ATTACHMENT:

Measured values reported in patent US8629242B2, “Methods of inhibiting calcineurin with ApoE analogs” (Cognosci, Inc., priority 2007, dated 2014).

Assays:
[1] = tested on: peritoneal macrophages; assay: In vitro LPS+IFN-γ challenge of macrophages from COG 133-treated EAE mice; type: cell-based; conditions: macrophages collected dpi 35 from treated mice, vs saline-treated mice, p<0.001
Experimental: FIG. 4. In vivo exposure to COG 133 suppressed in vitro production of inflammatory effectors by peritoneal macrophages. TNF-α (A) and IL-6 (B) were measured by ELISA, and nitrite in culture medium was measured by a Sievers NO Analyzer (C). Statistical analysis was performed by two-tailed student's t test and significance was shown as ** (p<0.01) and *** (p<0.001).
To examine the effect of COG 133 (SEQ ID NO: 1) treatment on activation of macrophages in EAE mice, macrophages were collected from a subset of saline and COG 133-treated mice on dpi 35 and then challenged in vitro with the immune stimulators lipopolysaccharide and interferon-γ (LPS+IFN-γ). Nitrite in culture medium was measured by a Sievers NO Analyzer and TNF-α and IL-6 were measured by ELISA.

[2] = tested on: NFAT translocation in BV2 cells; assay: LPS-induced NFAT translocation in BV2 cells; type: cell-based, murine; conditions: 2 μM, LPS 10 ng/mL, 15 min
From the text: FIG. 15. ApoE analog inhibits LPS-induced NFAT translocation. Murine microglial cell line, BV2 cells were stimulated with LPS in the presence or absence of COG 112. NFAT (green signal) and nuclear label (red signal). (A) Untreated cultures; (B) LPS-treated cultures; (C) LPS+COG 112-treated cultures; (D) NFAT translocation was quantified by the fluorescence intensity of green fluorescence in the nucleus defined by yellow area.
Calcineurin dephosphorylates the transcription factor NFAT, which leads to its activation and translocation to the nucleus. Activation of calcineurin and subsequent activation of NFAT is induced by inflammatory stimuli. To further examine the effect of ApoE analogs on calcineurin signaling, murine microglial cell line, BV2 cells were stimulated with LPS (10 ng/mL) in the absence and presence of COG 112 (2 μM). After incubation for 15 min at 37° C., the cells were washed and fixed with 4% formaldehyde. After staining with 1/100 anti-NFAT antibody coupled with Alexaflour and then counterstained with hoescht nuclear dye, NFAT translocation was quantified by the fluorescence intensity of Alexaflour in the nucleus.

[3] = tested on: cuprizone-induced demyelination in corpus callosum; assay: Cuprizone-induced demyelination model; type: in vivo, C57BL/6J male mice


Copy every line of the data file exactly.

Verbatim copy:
Measured values reported in patent US8629242B2, “Methods of inhibiting calcineurin with ApoE analogs” (Cognosci, Inc., priority 2007, dated 2014).

Assays:
[1] = tested on: peritoneal macrophages; assay: In vitro LPS+IFN-γ challenge of macrophages from COG 133-treated EAE mice; type: cell-based; conditions: macrophages collected dpi 35 from treated mice, vs saline-treated mice, p<0.001
Experimental: FIG. 4. In vivo exposure to COG 133 suppressed in vitro production of inflammatory effectors by peritoneal macrophages. TNF-α (A) and IL-6 (B) were measured by ELISA, and nitrite in culture medium was measured by a Sievers NO Analyzer (C). Statistical analysis was performed by two-tailed student's t test and significance was shown as ** (p<0.01) and *** (p<0.001).
To examine the effect of COG 133 (SEQ ID NO: 1) treatment on activation of macrophages in EAE mice, macrophages were collected from a subset of saline and COG 133-treated mice on dpi 35 and then challenged in vitro with the immune stimulators lipopolysaccharide and interferon-γ (LPS+IFN-γ). Nitrite in culture medium was measured by a Sievers NO Analyzer and TNF-α and IL-6 were measured by ELISA.

[2] = tested on: NFAT translocation in BV2 cells; assay: LPS-induced NFAT translocation in BV2 cells; type: cell-based, murine; conditions: 2 μM, LPS 10 ng/mL, 15 min
From the text: FIG. 15. ApoE analog inhibits LPS-induced NFAT translocation. Murine microglial cell line, BV2 cells were stimulated with LPS in the presence or absence of COG 112. NFAT (green signal) and nuclear label (red signal). (A) Untreated cultures; (B) LPS-treated cultures; (C) LPS+COG 112-treated cultures; (D) NFAT translocation was quantified by the fluorescence intensity of green fluorescence in the nucleus defined by yellow area.
Calcineurin dephosphorylates the transcription factor NFAT, which leads to its activation and translocation to the nucleus. Activation of calcineurin and subsequent activation of NFAT is induced by inflammatory stimuli. To further examine the effect of ApoE analogs on calcineurin signaling, murine microglial cell line, BV2 cells were stimulated with LPS (10 ng/mL) in the absence and presence of COG 112 (2 μM). After incubation for 15 min at 37° C., the cells were washed and fixed with 4% formaldehyde. After staining with 1/100 anti-NFAT antibody coupled with Alexaflour and then counterstained with hoescht nuclear dye, NFAT translocation was quantified by the fluorescence intensity of Alexaflour in the nucleus.

[3] = tested on: cuprizone-induced demyelination in corpus callosum; assay: Cuprizone-induced demyelination model; type: in vivo, C57BL/6J male mice